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Proportionality

There is a strange clause in the North American Free Trade Agreement (NAFTA) that applies to only one country—Canada. The clause states that Canada must continue to supply the same proportion of its oil and gas resources to the US in future years as it does now. That’s rather a good deal for the US: it formalizes Canada’s status as a resource satellite of its imperial hub to the south.

From a Canadian perspective there are some problems with the arrangement, though. First is the fact that Canada’s production of natural gas and conventional oil is declining. Second is that Canada uses lots of oil and gas domestically: 70 percent of Canadians heat their homes with gas, and Canadians drive cars more and further than just about anyone else. The problem is likely to come first with natural gas; as production declines, there will come a point when there isn’t enough to fill domestic needs and continue to export (roughly 60 percent of Canada’s gas now goes to the US).

That point is not decades in the future, it is fairly imminent.

Then there is the problem of Climate Change. Canada is committed by treaty to reducing domestic emissions of carbon dioxide. But most of Canada’s emissions come not from consuming fossil fuels, but producing them—increasingly, from producing synthetic diesel fuel from the tar sands of Alberta. Even if Canadians decide to drive less and turn down their thermostats, those efforts will do little or nothing to change energy production rates (hence emissions rates), because any extra amounts of fuel produced but not used domestically will simply be exported south; in fact, they virtually must be by the terms of NAFTA.

So Canada’s energy security and global climate security are both held hostage by a provision within a trade agreement—a provision that is unique in all of the world’s treaties. Canada has every reason to repudiate the proportionality clause, and to do so unilaterally and immediately.

Of course, the current Canadian government will not do so. Nor will the main opposition party. Both are securely bound to do the will of their puppeteers in Washington. But what about the NDP, Canada’s other main (center-left) party? Couldn’t it make the abolition of the proportionality clause a key campaign issue? Surely Canadians care about energy security and simple fairness. By raising the question, the NDP would educate Canadians about the links between fossil fuel depletion, globalization, and climate change, while forcing the other parties to either identify themselves with, or abandon, a policy that imperils their nation’s future.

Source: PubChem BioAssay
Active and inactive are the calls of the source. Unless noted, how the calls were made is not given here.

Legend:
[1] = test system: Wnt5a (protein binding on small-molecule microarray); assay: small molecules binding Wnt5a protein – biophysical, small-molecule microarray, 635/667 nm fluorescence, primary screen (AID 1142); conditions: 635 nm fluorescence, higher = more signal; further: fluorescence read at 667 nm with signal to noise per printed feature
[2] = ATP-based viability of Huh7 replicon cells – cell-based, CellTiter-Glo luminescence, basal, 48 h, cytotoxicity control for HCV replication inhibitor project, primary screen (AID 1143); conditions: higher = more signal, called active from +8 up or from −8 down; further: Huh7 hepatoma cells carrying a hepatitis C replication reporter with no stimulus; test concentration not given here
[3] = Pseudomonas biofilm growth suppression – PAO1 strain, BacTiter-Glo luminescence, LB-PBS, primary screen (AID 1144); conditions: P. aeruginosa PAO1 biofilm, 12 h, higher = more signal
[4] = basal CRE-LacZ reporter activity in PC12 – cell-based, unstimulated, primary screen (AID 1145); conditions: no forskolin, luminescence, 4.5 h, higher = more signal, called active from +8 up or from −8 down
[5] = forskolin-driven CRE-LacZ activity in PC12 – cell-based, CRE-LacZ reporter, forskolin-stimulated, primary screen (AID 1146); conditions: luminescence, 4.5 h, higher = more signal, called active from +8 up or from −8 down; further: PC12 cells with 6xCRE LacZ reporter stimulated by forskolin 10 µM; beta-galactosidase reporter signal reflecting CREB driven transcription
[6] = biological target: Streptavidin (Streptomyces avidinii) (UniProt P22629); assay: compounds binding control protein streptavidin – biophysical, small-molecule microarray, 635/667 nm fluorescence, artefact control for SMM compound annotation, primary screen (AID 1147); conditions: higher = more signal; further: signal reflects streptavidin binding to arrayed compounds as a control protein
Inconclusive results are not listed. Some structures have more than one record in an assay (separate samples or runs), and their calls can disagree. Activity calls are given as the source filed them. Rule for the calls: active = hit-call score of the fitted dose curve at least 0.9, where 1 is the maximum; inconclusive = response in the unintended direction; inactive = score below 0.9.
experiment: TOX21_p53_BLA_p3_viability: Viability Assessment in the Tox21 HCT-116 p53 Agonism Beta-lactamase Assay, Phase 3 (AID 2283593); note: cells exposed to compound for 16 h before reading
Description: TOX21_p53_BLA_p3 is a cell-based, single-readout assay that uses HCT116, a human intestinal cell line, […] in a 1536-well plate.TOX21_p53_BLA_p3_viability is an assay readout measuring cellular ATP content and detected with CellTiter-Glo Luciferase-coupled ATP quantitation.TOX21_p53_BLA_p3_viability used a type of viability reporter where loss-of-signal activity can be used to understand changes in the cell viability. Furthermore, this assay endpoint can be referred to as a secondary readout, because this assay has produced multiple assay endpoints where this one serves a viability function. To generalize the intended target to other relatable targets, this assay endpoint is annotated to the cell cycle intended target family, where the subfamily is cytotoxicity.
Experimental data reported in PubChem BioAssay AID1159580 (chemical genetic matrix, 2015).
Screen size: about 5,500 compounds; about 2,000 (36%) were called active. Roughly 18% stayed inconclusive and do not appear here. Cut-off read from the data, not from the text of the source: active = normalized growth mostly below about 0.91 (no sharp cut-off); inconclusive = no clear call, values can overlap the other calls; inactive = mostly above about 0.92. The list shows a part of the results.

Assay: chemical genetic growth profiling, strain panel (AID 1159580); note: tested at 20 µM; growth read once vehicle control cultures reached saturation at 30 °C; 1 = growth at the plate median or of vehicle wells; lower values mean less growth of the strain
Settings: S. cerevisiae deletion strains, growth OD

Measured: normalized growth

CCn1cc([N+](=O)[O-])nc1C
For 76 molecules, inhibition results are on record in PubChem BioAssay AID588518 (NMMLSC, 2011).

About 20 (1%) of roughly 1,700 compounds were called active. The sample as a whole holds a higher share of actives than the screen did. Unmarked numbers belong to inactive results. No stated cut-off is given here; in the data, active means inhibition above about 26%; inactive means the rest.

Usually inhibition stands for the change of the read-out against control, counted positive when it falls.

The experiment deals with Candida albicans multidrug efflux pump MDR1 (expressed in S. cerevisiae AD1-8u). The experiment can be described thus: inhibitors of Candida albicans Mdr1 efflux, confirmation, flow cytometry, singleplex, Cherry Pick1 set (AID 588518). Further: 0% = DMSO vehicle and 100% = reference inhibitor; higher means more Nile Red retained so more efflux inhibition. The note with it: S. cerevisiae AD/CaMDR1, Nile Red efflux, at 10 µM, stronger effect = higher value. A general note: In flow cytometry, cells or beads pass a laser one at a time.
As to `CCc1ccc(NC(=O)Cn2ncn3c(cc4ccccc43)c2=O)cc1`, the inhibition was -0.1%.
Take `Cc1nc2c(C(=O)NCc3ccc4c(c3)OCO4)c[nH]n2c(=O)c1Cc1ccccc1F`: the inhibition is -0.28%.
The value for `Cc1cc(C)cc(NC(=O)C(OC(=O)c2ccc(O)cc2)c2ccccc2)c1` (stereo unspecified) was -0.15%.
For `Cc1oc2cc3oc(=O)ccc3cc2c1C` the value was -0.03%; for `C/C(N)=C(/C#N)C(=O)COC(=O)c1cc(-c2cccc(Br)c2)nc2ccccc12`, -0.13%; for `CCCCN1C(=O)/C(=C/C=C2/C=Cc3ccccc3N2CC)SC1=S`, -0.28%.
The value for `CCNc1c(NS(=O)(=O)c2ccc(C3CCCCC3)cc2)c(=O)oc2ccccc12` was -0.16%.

Party leaders might be wary of the US response, but the latter would be fascinating to see. Of course the US would threaten all sorts of trade punishments. However, the domestic US political fallout is delicious to contemplate: in this case, US motives would require no speculation, as do the nation’s real goals in Iraq or elsewhere in the oil-rich Middle East. Americans wouldn’t be using economic muscle against demonized Arabs on the other side of the world, but against people who are culturally just like themselves who happen to live north of an imaginary line. The unfairness of the proportionality clause would be apparent to everyone and the idiocy of US energy and climate policy would also be plain—not just to Canadians, but to the rest of the world and (crucially) to US citizens as well.

With so much at stake, and with current policy leading inevitably toward crisis, isn’t it time for a bold move such as this?

Editorial Notes: Things seem to be heating up in Canada: Recent headlines from Canada -BA

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